According to Mexico's Ministry of Environment and Natural Resources, of the roughly 6,000 caves (or centoes) found across the Yucatán Peninsula, around 80 per cent are contaminated.
The caves, which are sinkholes that have filled with water, have drawn tourists to the region in recent years, but are currently at risk of further degradation.
Among the contaminants found by divers are chemicals from household items, including deodorants and toothpaste, human waste, and even illicit drugs, according to a United Nations study.
A boom in construction to accommodate the rise in tourism, meanwhile, is removing mangroves around Tulum that act as a natural filtration system to remove pollutants.
The construction also harms wildlife and the habits of animals including sea turtles.
Tourism, the UN study warned a decade ago, would “not be sustainable over the medium to long term” without a commitment to protecting the natural filtration system.
But expansion has continued, with only 15 per cent of buildings today connected to a sewage system, Vice News reported last month, leaving human waste to runoff into centoes and the town’s underground water network.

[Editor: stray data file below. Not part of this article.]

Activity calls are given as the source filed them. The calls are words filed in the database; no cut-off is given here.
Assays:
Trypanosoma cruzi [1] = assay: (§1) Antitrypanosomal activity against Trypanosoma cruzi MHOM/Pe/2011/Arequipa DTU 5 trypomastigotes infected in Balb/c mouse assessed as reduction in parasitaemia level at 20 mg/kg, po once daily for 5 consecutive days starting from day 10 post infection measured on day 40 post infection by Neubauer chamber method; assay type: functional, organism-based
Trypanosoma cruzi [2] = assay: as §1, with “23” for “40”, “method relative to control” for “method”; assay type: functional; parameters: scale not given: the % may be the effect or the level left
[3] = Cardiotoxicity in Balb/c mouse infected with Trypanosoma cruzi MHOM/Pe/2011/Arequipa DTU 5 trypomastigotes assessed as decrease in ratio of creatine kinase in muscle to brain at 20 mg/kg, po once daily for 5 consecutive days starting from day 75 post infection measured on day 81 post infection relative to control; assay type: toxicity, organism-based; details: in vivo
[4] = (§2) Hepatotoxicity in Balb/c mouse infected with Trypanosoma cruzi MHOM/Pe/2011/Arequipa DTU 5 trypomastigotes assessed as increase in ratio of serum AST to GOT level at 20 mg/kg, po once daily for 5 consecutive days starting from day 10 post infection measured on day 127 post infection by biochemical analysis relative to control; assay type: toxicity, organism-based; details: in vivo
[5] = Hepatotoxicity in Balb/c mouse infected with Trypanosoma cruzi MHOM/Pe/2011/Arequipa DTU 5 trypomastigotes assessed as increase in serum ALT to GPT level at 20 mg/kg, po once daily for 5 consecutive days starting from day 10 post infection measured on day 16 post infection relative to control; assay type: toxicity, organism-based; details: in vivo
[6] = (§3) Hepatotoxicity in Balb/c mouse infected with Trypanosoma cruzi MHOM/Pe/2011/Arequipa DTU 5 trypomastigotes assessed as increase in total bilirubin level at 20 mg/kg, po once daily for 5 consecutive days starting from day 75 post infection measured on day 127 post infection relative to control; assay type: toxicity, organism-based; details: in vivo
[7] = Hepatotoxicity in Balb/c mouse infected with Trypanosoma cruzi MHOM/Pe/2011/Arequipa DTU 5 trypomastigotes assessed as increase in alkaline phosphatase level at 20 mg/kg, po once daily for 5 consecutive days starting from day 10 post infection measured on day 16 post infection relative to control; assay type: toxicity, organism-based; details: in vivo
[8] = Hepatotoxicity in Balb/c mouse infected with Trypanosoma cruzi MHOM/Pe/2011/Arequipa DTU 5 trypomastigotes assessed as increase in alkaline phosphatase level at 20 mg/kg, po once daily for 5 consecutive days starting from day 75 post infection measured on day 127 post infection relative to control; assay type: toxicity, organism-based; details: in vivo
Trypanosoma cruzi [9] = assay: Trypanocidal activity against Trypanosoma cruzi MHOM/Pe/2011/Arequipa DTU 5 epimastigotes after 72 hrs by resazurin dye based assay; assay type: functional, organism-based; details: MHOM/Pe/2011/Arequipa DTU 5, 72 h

And while the Covid pandemic provided Tulum with a respite, more than 2.5 million tourists are expected to return eventually thanks to the arrival of vaccinated US travellers.
Even without tourists, the former fishing town has a population almost twice the size it was a decade ago.
Another study last year also warned that increases in tourism and the wider population of Tulum had led to a an “overproduction of waste” that has “caused ecological, socioeconomic and health problems” for locals.
The pollution of centoes, which are also thought to be a dumping ground for waste, has also caused issues for freshwater, with warnings of a “sanitary emergency”.
Claudio Cortes Mendez, director of tourism for the city, admitted in 2018 that "Developing Tulum into a sustainable tourism destination is a big challenge” and that “we have to put rules in place”.
"Unfortunately, only a few people are interested in environment issues here," he added in an interview with Deutsche Welle. "People already have to worry about things such as making a living.”
“But our group of activists is growing and we have to keep raising awareness and denouncing the violations that we see,” he added. “We won't stop fighting."